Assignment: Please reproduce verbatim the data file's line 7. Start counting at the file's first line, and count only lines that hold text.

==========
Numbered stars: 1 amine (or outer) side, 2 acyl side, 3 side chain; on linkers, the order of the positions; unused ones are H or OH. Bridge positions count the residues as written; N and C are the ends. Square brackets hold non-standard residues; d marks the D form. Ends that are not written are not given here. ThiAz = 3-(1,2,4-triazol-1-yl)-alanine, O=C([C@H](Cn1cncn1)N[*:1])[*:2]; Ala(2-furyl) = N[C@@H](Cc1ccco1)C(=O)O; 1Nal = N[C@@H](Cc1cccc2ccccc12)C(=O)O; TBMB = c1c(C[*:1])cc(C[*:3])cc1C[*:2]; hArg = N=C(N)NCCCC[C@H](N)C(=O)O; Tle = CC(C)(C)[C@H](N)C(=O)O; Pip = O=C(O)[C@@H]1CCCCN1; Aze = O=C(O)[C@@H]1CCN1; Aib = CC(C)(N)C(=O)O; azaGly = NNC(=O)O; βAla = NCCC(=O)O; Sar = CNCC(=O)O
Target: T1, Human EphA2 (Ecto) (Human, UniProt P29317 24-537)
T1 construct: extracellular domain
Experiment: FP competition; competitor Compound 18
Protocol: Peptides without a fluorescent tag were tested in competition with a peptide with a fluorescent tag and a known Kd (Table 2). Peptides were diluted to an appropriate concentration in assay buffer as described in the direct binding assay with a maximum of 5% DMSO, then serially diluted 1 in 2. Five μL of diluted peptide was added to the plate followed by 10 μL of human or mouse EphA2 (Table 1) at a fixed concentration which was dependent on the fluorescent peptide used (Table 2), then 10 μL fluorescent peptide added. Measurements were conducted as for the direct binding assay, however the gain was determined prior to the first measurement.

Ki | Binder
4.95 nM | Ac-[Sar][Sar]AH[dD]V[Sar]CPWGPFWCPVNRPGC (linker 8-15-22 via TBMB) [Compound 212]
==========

4.95 nM | Ac-[Sar][Sar]AH[dD]V[Sar]CPWGPFWCPVNRPGC (linker 8-15-22 via TBMB) [Compound 212]